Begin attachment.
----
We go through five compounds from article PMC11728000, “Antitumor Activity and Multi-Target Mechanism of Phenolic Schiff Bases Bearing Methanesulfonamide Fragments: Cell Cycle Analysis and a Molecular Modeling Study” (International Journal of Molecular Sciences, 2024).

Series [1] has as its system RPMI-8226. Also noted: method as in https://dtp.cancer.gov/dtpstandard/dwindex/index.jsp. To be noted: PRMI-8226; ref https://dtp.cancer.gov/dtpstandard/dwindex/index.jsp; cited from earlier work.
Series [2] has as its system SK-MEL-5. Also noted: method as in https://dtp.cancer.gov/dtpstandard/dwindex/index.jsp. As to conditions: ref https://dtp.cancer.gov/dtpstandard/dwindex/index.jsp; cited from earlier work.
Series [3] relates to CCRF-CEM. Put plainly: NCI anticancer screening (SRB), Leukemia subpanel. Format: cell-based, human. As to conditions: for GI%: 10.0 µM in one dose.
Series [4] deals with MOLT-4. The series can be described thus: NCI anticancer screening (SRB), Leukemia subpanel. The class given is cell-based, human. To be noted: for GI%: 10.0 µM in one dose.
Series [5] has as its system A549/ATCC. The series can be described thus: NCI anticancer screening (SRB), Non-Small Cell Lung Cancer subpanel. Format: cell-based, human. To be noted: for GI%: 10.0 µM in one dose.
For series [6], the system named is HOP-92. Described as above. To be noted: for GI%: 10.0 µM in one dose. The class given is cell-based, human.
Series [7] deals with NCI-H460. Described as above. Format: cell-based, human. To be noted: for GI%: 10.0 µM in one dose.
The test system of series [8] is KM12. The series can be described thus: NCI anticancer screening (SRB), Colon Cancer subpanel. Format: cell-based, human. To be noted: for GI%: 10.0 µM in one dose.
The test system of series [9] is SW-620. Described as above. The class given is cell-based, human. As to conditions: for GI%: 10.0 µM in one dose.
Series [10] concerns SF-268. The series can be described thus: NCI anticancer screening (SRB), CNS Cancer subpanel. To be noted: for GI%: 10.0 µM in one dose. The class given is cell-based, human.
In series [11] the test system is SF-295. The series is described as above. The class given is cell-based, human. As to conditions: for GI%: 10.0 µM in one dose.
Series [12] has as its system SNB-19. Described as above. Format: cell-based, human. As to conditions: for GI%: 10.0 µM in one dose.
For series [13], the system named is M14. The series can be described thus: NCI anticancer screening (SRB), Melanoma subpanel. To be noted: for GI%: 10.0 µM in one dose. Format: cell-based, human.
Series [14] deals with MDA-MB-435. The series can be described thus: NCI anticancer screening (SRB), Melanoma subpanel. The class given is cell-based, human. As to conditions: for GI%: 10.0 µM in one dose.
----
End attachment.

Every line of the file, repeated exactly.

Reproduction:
We go through five compounds from article PMC11728000, “Antitumor Activity and Multi-Target Mechanism of Phenolic Schiff Bases Bearing Methanesulfonamide Fragments: Cell Cycle Analysis and a Molecular Modeling Study” (International Journal of Molecular Sciences, 2024).

Series [1] has as its system RPMI-8226. Also noted: method as in https://dtp.cancer.gov/dtpstandard/dwindex/index.jsp. To be noted: PRMI-8226; ref https://dtp.cancer.gov/dtpstandard/dwindex/index.jsp; cited from earlier work.
Series [2] has as its system SK-MEL-5. Also noted: method as in https://dtp.cancer.gov/dtpstandard/dwindex/index.jsp. As to conditions: ref https://dtp.cancer.gov/dtpstandard/dwindex/index.jsp; cited from earlier work.
Series [3] relates to CCRF-CEM. Put plainly: NCI anticancer screening (SRB), Leukemia subpanel. Format: cell-based, human. As to conditions: for GI%: 10.0 µM in one dose.
Series [4] deals with MOLT-4. The series can be described thus: NCI anticancer screening (SRB), Leukemia subpanel. The class given is cell-based, human. To be noted: for GI%: 10.0 µM in one dose.
Series [5] has as its system A549/ATCC. The series can be described thus: NCI anticancer screening (SRB), Non-Small Cell Lung Cancer subpanel. Format: cell-based, human. To be noted: for GI%: 10.0 µM in one dose.
For series [6], the system named is HOP-92. Described as above. To be noted: for GI%: 10.0 µM in one dose. The class given is cell-based, human.
Series [7] deals with NCI-H460. Described as above. Format: cell-based, human. To be noted: for GI%: 10.0 µM in one dose.
The test system of series [8] is KM12. The series can be described thus: NCI anticancer screening (SRB), Colon Cancer subpanel. Format: cell-based, human. To be noted: for GI%: 10.0 µM in one dose.
The test system of series [9] is SW-620. Described as above. The class given is cell-based, human. As to conditions: for GI%: 10.0 µM in one dose.
Series [10] concerns SF-268. The series can be described thus: NCI anticancer screening (SRB), CNS Cancer subpanel. To be noted: for GI%: 10.0 µM in one dose. The class given is cell-based, human.
In series [11] the test system is SF-295. The series is described as above. The class given is cell-based, human. As to conditions: for GI%: 10.0 µM in one dose.
Series [12] has as its system SNB-19. Described as above. Format: cell-based, human. As to conditions: for GI%: 10.0 µM in one dose.
For series [13], the system named is M14. The series can be described thus: NCI anticancer screening (SRB), Melanoma subpanel. To be noted: for GI%: 10.0 µM in one dose. Format: cell-based, human.
Series [14] deals with MDA-MB-435. The series can be described thus: NCI anticancer screening (SRB), Melanoma subpanel. The class given is cell-based, human. As to conditions: for GI%: 10.0 µM in one dose.